Within the month prior, and up to the release of UHF, blockbuster movies like "Ghostbusters 2", "Lethal Weapon 2", "Batman", "License to Kill", "When Harry Met Sally", "Weekend at Bernies" were also released by studios.  The draw to these blockbuster movies is also attributable to the lower attendance at "UHF's" premiere.
UHF has since become a cult classic, becoming very popular on cable and home video. The movie was rereleased in Europe and North America on DVD in 2002 by MGM, and in its debut week it became a top ten bestseller in Variety. The North American DVD contains numerous extras including a music video of the movie's theme song, a commentary track featuring director Jay Levey and Yankovic himself (with surprise guest appearances by costar Michael Richards and Emo Philips), and a deleted scenes reel with Yankovic's commentary.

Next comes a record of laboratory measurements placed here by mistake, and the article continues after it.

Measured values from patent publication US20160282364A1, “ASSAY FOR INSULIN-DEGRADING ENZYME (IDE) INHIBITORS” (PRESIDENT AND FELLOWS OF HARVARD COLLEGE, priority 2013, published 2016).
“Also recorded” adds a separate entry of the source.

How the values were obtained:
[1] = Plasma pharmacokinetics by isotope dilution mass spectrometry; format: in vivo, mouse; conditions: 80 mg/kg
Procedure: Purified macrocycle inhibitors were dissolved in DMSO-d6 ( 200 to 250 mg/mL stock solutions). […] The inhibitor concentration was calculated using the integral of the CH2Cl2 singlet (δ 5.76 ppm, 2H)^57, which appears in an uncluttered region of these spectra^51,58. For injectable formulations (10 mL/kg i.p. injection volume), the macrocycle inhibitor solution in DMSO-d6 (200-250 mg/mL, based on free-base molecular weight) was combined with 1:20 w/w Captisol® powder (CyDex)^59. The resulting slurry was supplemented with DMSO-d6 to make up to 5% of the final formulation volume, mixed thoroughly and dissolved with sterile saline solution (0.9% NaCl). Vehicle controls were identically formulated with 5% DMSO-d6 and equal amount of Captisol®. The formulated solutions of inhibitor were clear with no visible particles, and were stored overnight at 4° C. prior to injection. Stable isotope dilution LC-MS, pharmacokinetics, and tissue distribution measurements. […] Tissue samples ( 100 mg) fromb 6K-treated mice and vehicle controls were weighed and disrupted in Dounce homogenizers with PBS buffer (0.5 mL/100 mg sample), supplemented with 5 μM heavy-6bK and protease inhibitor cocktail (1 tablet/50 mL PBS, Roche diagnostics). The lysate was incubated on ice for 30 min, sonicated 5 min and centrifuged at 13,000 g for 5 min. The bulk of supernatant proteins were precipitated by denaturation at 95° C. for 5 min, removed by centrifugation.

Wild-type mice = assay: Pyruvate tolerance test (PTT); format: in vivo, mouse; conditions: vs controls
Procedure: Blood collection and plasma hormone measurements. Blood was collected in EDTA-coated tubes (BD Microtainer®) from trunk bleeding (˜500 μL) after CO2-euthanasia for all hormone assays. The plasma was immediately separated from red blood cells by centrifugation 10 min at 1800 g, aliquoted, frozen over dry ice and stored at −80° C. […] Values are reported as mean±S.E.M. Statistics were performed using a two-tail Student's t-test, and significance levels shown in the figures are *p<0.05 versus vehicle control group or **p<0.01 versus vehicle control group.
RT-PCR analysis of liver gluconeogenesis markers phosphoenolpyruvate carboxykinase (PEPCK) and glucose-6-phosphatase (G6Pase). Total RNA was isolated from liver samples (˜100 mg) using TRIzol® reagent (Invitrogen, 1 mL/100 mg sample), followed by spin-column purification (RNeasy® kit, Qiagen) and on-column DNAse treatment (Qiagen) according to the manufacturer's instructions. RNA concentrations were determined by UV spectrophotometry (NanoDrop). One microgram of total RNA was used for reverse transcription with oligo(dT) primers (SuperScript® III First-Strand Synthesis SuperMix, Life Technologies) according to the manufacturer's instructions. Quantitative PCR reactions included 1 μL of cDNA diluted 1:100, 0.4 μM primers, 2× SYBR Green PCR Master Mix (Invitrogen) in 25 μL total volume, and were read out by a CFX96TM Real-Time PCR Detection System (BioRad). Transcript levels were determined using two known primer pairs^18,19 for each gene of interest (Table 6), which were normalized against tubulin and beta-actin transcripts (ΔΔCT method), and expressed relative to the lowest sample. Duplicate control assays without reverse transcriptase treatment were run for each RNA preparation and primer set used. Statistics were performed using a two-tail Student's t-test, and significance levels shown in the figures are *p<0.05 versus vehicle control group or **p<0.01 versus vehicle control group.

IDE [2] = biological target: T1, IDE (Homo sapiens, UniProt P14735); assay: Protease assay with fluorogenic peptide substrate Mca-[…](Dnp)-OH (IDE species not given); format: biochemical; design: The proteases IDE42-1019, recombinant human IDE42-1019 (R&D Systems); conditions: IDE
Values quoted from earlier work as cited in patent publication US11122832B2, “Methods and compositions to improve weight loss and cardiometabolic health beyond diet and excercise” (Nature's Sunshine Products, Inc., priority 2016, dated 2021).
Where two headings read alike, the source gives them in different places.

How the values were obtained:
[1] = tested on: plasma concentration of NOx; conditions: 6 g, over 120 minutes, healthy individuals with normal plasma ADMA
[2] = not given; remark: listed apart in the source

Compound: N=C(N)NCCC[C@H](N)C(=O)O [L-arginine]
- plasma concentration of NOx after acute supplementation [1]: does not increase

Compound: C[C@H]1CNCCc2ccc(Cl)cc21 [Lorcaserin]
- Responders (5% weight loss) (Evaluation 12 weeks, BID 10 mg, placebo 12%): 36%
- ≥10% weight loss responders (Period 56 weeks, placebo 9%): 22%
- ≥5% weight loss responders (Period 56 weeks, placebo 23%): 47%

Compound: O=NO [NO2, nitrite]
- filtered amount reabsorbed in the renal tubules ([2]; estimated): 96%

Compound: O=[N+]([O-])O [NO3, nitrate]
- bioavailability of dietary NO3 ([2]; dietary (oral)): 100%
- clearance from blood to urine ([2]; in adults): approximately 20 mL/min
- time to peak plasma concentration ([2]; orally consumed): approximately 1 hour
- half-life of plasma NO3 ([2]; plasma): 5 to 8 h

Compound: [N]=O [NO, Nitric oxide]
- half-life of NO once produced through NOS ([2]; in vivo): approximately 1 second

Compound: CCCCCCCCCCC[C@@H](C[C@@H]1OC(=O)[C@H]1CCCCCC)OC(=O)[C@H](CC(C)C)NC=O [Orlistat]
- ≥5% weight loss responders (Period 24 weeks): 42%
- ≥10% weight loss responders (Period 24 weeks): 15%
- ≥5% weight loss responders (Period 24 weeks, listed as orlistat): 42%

Yankovic also released a quasi-soundtrack for the film in late 1989, entitled UHF - Original Motion Picture Soundtrack And Other Stuff, which featured songs (and commercials) from the movie as well as his own new, unrelated studio material.
- The station engineer is named Philo in an homage to Philo Farnsworth, inventor of television and the television camera tube.
- The opening sequence references Raiders of the Lost Ark.